Making the decision to end your marriage is certainly not easy. There is simply no way around the emotional and practical upheaval a divorce typically causes in the lives of everyone involved. You do, however, have some control over how adversarial and contentious the divorce becomes, as does your spouse. Ideally, the two of you remain civil throughout the legal process and ultimately reach an out of court settlement, known as a “Marital Settlement Agreement.” A Murfreesboro divorce lawyer explains how a Marital Settlement Agreement works and why entering into one – when possible – reduces the emotional and financial cost of a divorce.
Making the Decision to End a Marriage
Whether you have been married for two years or 20 years, deciding to end your marriage is usually not a decision reached lightly nor without much soul searching. If there are minor children of the marriage, the impact the divorce will have on the children is a big concern. If you have decided that divorce is imminent, however, you have obviously reached that decision because you truly believe it is the best decision in the long-run. Although there is no way to completely avoid the emotional impact a divorce will have on everyone involved in the short run, there are definitely things you can do to minimize the negative impact a divorce can cause.
The Divorce Process – an Overview
In the State of Tennessee, the divorce process begins when one spouse files a Complaint for Divorce. The Complaint provides the court with basic information such as the date of the marriage and the grounds on which the Petitioner is filing for divorce. Like many states, Tennessee offers both fault, and no-fault, divorce grounds. No-fault refers to what most people know as “irreconcilable differences.” If you file using irreconcilable differences you are not required to prove anything other than that the marriage no longer works. Tennessee also offers a number of fault grounds, such as adultery, abuse, or desertion. If you allege one of these fault grounds, you must prove that your spouse is, indeed, guilty of the allegations.
The Complaint must be officially served on the Respondent (your spouse) who then has a statutory time frame within which to file a written Answer with the court. If no Answer is filed, you can ask for a default judgment. If an Answer is filed, the divorce proceeds to the discovery phase during which both sides share relevant information/evidence they may introduce at trial. At the same time, the parties should be attempting to negotiate resolutions as many contested issues as possible in the hope of avoiding a trial. Mediation may be beneficial if negotiations are stalled. If the parties cannot resolve all contested issues, the divorce will eventually proceed to trial where a judge or jury will decide the issues.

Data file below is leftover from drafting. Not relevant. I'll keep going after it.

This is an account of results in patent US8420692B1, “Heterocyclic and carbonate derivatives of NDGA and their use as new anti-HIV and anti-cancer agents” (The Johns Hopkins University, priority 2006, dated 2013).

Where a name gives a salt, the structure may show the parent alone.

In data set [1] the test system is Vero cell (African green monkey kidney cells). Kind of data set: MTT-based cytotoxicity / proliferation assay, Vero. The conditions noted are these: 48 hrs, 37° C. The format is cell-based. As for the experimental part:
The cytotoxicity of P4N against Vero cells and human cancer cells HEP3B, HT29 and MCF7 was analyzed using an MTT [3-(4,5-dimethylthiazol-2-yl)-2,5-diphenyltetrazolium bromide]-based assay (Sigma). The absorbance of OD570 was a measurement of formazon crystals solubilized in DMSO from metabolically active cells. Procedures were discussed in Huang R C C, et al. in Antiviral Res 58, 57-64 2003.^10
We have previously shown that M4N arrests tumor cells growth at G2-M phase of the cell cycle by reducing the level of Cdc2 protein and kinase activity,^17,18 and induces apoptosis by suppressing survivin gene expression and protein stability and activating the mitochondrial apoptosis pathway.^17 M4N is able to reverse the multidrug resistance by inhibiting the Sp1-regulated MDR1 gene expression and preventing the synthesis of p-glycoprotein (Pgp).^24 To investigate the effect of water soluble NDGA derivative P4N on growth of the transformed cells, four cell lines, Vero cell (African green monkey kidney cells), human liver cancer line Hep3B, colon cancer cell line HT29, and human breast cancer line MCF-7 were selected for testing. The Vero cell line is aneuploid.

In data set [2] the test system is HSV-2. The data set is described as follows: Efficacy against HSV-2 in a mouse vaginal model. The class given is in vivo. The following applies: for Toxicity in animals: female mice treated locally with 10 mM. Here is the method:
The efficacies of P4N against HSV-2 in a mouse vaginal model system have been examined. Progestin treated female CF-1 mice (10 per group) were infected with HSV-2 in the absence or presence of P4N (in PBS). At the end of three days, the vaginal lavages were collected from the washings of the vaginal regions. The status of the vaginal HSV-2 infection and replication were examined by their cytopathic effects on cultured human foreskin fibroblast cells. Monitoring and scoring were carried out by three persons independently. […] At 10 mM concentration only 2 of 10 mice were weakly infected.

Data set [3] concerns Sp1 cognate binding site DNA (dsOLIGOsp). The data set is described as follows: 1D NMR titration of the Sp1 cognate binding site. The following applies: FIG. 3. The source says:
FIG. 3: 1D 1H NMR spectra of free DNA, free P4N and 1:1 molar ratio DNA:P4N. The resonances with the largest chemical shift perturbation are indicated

Marital Settlement Agreement Basics
A Marital Settlement Agreement (MSA) is essentially just what it sounds like – an agreement that resolves issues in a divorce. Some of the most common issues addressed in an MSA include:
- Division of marital assets, including the marital residence
- Division of marital debts
- The awarding of alimony, or spousal support, including the type, amount, and duration
- Custody of minor children
- Parenting time with minor children
- Child support
- Allocation of costs associated with the divorce
Note: Issues relating to parenting time with minor children, expenses related to the children, and child support will usually be addressed in a separate “Parenting Plan” that can become part of the larger MSA once approved by the court.
Benefits of Reaching an Agreement
Once a Marital Settlement Agreement has been agreed to and executed by both parties it is submitted to the court for approval. Assuming the judge approves the agreement, the provisions of the MSA become part of the final decree and, therefore, orders of the court. The benefits of reaching an MSA are numerous, such as:
- Significantly reduces the costs involved in a divorce — attorney fees alone will increase dramatically if the case goes to trial
- Moves the case along much faster – in many courts, trial dates are set many months, even years, out because of congestion
- Reduces the stress involved in a divorce
- Avoids the uncertainty of a trial – you never know how a judge or jury will decide important issues
Contact a Murfreesboro Divorce Lawyer
If you are contemplating divorce in the State of Tennessee, it is in your best interest to consult with an experienced Murfreesboro divorce lawyer as soon as possible to ensure that your rights are protected throughout your divorce. Contact the team today by calling 615-898-1560 to schedule your appointment.